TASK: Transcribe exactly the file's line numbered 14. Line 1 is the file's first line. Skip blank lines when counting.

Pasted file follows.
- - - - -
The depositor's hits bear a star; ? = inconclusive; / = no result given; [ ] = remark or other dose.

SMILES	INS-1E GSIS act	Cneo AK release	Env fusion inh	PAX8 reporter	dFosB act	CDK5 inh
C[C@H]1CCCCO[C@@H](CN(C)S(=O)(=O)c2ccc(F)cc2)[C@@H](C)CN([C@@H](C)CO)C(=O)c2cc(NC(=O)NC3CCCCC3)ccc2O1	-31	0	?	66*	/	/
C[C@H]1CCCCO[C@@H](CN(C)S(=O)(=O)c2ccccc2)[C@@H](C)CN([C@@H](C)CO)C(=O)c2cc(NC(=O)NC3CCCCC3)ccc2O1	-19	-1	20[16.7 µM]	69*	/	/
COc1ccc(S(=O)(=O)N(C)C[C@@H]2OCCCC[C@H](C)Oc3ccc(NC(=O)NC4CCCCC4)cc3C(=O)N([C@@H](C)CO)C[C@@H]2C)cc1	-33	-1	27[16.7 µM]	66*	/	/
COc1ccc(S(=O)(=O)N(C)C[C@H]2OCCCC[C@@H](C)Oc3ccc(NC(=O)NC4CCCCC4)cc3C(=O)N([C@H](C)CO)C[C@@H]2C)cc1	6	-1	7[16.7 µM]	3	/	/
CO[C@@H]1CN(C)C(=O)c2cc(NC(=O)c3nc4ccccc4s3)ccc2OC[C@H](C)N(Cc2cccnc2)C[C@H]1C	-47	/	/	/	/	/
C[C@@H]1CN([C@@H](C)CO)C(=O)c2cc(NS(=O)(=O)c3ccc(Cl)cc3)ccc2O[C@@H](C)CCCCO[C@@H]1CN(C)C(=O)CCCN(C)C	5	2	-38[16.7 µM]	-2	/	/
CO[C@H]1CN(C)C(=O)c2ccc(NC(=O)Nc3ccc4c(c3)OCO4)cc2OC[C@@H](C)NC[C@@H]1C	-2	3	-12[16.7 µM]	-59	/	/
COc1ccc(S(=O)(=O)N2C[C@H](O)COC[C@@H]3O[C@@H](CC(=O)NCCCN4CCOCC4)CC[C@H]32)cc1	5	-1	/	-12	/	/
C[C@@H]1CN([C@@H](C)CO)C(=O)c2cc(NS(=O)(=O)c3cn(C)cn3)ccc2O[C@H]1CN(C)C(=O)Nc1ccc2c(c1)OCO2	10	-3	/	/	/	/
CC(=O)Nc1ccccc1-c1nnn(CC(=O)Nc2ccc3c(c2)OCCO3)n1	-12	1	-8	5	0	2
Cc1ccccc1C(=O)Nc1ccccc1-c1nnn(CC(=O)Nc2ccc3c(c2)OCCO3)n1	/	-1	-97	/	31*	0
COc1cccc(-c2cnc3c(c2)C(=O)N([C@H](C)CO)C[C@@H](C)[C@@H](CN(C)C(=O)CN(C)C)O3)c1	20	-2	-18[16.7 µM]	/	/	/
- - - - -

COc1cccc(-c2cnc3c(c2)C(=O)N([C@H](C)CO)C[C@@H](C)[C@@H](CN(C)C(=O)CN(C)C)O3)c1	20	-2	-18[16.7 µM]	/	/	/